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In a shocking development the Mumbai Police asked a court for permission to make Sooraj Pancholi undergo the highly controversial narco-analysis test. The 22-year-old who was set to make his Bollywood debut has been accused of allegedly abetting his girlfriend Jiah Khan's suicide. A six-page note was released by her mother, in which Jiah alleged Sooraj was responsible for her pushing her to commit suicide. Legal experts have reacted sharply to this demand for a narco-analysis test. The test was previously applied to the likes of Kasab, Abdul Telgi (stamp paper scam) and a suspect of the Kurla rape-murder case.
In recent times, the plea for Sooraj's innocence has been gathering steam on social media and this move is sure to elicit a sharp response from many for the highhanded approach that the police seemed to have adopted in investigating the Jiah Khan suicide. Legal eagles believe that it's a prosecution move to weaken the defence as any opposition to the narco-analysis would prompt the cops to suggest that the defendant is hiding something.
Sooraj's arrest was based on a letter produced by Rabiya Khan which neither mentioned him by name nor was signed by Jiah though the tone of the letter suggested it was about Sooraj. Even the authenticity of the letter is in doubt.
Lawyer and activist Y P Singh told TOI, 'The Supreme Court has clearly stated that such tests have to be voluntary in nature. If he decides against giving his consent, it cannot have any bearing on the trial process or prejudice police investigations. He might have his personal reasons not to go ahead with the tests,' he said. Singh further said that such a test should be used only to recovery hidden incriminating material. 'The test cannot be used to seek a statement of confession from the accused during investigations,' he added. Most experts believe that the test is rather subjective and its results should be taken with a pinch of salt.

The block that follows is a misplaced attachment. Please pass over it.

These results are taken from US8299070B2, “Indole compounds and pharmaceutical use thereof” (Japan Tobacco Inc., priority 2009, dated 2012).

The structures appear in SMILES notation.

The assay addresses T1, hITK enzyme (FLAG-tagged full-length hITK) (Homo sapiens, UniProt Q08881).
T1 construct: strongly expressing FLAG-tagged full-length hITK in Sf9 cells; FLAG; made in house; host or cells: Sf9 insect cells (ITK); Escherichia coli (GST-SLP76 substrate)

What's a narco-analysis test?
The test consists of giving people sedatives such as sodium pentothal or sodium amytal which renders a person hypnotic and unable to lie. It can make people volunteer information they wouldn't have normally shared. Its use has been controversial and any confession made under the influence of narcotics isn't admissible as evidence.
The decision to make a 22-year-old, charged with abetment of suicide based on an unsigned letter, undergo a narco-analysis is downright bizarre. Perhaps it's a case of bowing to public sentiment, but the police seem to be overenthusiastic with their investigation to blame Sooraj for Jiah's suicide. The test itself is considered inaccurate and many consider it unsafe and inefficient. Making someone undergo the test without permission is actually unconstitutional and we see no reason to subjugate Sooraj to a test like this.
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